Fearless dominance and leader effectiveness: A chance for excellency in leadership


Michael A. Leven School of Management, Entrepreneurship and Hospitality

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We tested whether the fearless dominance trait, which originated in the psychopathy literature and is typically presumed to relate to non-adaptive behaviors, also can lead to successful leader behaviors. According to Lykken's argument on fearlessness in psychopathy, the direction of the career path of individuals high on fearless dominance is mainly influenced by their level of pre-vocational socialization, and prior research has found encouraging results for this view. Our goal was to test this hypothesis specifically in the leadership context. By connecting Lykken's fearlessness argument to a recent process model of leadership by Zaccaro and colleagues, we suggest that fearless dominance and successful pre-vocational socialization (i.e., greater education) influence leadership outcomes via political skill. Our sample comprises 239 leaders, their superiors (N = 239), and a total of 457 subordinates. Using moderated mediation analyses, we show that leaders high on both fearless dominance and educational level possessed greater political skill at work, mediating improved job performance, transformational leader behavior, and team performance. However, for low educational level, this mediated relation is negative. We review our findings regarding Lykken's argument of successful fearlessness and provide an outlook for future research.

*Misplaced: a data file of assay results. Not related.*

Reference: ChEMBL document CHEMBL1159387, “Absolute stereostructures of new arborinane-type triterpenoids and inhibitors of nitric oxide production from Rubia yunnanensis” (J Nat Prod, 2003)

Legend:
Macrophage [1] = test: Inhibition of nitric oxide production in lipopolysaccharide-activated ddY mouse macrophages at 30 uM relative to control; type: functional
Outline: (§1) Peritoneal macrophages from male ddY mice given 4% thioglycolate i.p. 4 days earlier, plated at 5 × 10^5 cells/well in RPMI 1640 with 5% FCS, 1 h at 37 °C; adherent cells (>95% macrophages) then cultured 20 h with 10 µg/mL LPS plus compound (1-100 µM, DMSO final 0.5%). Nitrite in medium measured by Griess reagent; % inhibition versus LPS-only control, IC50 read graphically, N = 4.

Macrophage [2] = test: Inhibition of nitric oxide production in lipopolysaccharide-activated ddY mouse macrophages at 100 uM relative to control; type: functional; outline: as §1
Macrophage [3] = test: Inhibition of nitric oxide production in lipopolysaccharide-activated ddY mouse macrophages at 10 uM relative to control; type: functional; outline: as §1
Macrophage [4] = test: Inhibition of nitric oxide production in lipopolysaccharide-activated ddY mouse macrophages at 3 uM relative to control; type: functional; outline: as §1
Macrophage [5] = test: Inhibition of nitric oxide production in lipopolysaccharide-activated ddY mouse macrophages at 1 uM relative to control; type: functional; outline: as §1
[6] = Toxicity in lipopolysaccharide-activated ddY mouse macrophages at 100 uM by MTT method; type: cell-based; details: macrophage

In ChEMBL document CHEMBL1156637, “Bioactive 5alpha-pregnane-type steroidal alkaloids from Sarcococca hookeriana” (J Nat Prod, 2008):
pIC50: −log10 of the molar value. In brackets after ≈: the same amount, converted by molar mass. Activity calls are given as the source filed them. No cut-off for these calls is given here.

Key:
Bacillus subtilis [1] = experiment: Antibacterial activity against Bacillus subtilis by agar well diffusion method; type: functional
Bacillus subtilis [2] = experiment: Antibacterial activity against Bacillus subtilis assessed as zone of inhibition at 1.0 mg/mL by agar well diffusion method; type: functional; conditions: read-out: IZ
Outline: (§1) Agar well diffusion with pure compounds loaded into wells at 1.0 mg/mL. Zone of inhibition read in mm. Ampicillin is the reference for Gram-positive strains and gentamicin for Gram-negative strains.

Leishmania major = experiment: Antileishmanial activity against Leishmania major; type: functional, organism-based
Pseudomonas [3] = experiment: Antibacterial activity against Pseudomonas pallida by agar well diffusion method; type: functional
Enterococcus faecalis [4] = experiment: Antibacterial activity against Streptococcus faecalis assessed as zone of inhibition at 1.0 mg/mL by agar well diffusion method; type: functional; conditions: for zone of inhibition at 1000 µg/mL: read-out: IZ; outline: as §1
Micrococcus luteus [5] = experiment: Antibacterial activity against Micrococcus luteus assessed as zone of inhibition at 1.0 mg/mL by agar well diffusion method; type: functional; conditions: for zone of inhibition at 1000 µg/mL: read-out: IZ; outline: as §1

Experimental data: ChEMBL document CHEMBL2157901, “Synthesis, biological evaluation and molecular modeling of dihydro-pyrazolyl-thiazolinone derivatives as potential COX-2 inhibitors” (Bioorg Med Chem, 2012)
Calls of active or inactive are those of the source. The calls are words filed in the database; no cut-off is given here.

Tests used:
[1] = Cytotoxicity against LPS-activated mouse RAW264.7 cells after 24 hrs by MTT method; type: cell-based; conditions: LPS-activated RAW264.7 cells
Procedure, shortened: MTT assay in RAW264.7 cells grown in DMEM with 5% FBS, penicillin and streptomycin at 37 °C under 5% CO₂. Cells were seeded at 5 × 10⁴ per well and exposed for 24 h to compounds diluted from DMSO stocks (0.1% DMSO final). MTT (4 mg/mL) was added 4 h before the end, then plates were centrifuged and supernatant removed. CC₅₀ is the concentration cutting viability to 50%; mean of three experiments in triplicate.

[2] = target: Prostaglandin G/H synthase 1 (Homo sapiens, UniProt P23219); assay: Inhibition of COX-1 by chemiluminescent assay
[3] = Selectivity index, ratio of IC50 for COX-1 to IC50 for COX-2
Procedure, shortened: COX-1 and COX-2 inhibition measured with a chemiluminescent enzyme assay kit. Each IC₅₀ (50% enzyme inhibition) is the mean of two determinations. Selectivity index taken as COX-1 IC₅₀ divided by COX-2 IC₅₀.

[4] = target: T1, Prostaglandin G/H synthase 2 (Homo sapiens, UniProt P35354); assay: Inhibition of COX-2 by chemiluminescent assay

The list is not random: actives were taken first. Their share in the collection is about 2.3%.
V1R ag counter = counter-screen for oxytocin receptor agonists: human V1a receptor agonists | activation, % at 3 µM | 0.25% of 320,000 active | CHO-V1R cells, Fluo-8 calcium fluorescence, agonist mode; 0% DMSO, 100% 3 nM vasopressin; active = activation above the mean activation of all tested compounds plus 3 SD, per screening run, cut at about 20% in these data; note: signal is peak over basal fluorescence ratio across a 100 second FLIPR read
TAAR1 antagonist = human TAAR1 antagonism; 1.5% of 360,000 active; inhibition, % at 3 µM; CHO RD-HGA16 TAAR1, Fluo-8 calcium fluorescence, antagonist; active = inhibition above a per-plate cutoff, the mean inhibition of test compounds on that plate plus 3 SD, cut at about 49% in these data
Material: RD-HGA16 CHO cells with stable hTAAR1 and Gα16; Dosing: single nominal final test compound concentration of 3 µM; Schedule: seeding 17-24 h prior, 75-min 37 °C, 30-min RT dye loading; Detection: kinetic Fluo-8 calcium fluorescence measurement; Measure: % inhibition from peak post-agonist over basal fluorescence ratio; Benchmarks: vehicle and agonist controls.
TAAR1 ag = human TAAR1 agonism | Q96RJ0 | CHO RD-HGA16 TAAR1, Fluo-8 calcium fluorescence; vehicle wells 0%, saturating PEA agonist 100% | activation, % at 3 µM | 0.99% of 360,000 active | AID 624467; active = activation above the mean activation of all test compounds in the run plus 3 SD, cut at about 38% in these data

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Applied Psychology

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